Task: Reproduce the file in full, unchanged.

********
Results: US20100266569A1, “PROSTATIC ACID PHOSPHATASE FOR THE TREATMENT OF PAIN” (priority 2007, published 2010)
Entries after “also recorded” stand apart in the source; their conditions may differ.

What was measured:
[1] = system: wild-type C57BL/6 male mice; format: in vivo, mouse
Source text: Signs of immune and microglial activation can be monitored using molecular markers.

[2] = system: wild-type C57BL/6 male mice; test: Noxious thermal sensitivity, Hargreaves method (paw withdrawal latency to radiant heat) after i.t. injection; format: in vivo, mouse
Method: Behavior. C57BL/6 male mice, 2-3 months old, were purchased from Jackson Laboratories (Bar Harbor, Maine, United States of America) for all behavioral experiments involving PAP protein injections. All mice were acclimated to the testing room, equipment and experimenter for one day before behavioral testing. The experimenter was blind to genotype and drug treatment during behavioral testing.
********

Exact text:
Results: US20100266569A1, “PROSTATIC ACID PHOSPHATASE FOR THE TREATMENT OF PAIN” (priority 2007, published 2010)
Entries after “also recorded” stand apart in the source; their conditions may differ.

What was measured:
[1] = system: wild-type C57BL/6 male mice; format: in vivo, mouse
Source text: Signs of immune and microglial activation can be monitored using molecular markers.

[2] = system: wild-type C57BL/6 male mice; test: Noxious thermal sensitivity, Hargreaves method (paw withdrawal latency to radiant heat) after i.t. injection; format: in vivo, mouse
Method: Behavior. C57BL/6 male mice, 2-3 months old, were purchased from Jackson Laboratories (Bar Harbor, Maine, United States of America) for all behavioral experiments involving PAP protein injections. All mice were acclimated to the testing room, equipment and experimenter for one day before behavioral testing. The experimenter was blind to genotype and drug treatment during behavioral testing.